British tea scion hopes India will embrace the bag
Stephen H.B. Twining, the 10th-generation descendant of the Twinings tea-making family, is an unimpeachable brand ambassador. It is early afternoon and he is already on his 12th cup of the day.
Monday 11 June 2012, 10:42AM
“My usual daily intake is about 15 cups, so I’m a little ahead of myself, but tea drinking is a huge passion with me,” he says, sipping a light infusion of green tea in New Delhi.
Twining, director of the British company which opened the first tea shop in London over 300 years ago, was in India to promote his range in a country where Twinings buys a lot of tea – but sells very little.
Like every other global company, Twinings is seeking growth from India’s 1.2 billion people, whose tastes are becoming more upmarket and sophisticated.
“There’s huge potential for growth in places like India and China – throughout Asia,” Twining says.
The easy part in India for Twinings, part of the giant Associated British Foods conglomerate, is that people all over the country drink tea every day.
The tough part is that teabags, which are Twinings’ core product, are not used much by Indians, who like their tea boiled loose in a strong, milky brew.
Instead, Twinings is aiming at the upper end of the market by packaging each teabag in an air-tight individual envelope to keep the tea fresh for months.
At 600 rupees (B340) for a box of 100 bags, the price of one teabag is roughly equal to that of a freshly-made streetside cup of “chai” served in a small earthenware pot or plastic cup and often spiced with cardamom or ginger.
“We are unabashedly a premium tea and our customers seem to appreciate that fact,” Twining says.
Twinings has secured 35 per cent of India’s teabag business since it entered the country in 1997 but without divulging figures he concedes it is still a risibly small market – less than one per cent of the company’s global turnover.
Twining says the firm does “tweak its blends to suit local tastes”, but creating the perfect cup of tea is a tricky and capricious enterprise for varying national palates.
Indians, for instance, prefer a mellower version of Darjeeling tea than some other countries, he says.
“Wine drinkers accept different years are of different quality but tea drinkers are a finickety lot – they want the flavour of their favourite cup of tea always to be the same,” he says.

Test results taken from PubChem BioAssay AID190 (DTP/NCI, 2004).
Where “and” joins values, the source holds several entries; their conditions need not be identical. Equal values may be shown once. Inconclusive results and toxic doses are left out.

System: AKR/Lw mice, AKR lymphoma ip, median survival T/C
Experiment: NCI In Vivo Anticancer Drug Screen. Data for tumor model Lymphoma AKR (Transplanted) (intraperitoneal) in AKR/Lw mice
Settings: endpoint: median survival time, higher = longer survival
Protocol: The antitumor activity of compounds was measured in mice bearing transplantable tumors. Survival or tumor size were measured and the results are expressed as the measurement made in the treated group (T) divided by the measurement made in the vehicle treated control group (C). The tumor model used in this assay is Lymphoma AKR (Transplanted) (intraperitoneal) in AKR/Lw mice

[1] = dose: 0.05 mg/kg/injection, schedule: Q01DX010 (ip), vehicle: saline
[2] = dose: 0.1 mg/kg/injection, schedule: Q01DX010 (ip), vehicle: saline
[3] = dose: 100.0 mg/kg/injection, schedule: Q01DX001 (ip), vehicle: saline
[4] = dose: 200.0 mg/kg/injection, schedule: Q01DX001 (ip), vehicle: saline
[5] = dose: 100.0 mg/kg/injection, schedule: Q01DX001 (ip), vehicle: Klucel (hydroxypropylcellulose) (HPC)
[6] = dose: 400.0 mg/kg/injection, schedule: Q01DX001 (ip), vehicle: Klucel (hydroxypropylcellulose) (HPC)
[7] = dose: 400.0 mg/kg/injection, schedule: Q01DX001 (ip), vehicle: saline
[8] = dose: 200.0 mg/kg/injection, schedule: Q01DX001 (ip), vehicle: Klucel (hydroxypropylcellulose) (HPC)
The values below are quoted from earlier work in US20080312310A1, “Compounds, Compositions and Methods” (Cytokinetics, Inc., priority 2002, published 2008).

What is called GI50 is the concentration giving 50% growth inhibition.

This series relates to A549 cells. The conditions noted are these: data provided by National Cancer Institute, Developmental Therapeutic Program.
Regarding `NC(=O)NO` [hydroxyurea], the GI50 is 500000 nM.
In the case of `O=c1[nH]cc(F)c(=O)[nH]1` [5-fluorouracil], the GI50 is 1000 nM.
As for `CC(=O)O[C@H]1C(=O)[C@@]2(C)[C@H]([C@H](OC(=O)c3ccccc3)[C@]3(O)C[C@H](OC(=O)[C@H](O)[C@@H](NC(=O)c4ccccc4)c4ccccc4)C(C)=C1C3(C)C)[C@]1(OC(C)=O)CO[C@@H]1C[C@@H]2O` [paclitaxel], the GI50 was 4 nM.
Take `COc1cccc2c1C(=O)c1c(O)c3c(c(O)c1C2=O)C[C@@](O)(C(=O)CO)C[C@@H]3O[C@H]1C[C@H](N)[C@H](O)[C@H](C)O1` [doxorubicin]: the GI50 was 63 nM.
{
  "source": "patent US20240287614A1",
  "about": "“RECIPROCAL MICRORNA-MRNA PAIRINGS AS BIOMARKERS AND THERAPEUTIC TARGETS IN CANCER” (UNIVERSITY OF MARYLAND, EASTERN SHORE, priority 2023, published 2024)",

The difficulty is that, like wine, tea’s flavour changes with the weather.
The taste of tea leaves still on the plant can even fluctuate from week to week, depending on influences such as moisture, wind and sun.
The higher and drier the area and hotter the wind, the less water the tea bush absorbs, making the taste of the leaves more intense.
“We have to assess the tea’s characteristics and decide how best to use it to create the flavour, body, colour and the brightness of the blend,” Twining says. “It’s like putting together a jigsaw to get a consistent taste.”
The company’s nine tea tasters undergo five years of gruelling training at the company’s Hampshire headquarters before becoming master tea tasters and deciding what goes into Twinings’ more than 200 blends of teas.
They may taste up to 3,000 cups a week to achieve “just the right taste”, Twining says, juggling blends from over 30 countries from India, China, Sri Lanka to newcomer Brazil, whose teas have a mild “coconutty overlay”.
Twining, 48, who sports distinct bright ties, has worked in many jobs at Twinings from manager of the famed shop in London’s Strand – the first tea room opened by his ancestor Thomas Twining – to being a tea taster himself.
“Look at this tea,” he says, pointing to his cup of green lemon tea. “Look at its appearance and brightness. Give yourself an olfactory workout, breathe it in – it should be fresh and grassy.”
He dismisses the notion that teabags are inferior to loose tea.
“Teabags do have an image problem,” he admits. “But the tinier the leaves (in the teabag) the quicker flavours get released.”
And he has some words of advice for teabag users.
To get the perfect cup, the teabag must brew for three minutes – longer than most tea drinkers realise “so they aren’t getting the best taste,” he says.
Use a thin porcelain cup and it is traditional to put the milk in first, says Twining, though he adds that in the end there are no strict rules or etiquette to be obeyed.
“Don’t add sugar in your tea – but if you like it sweet, forget that rule,” he laughs.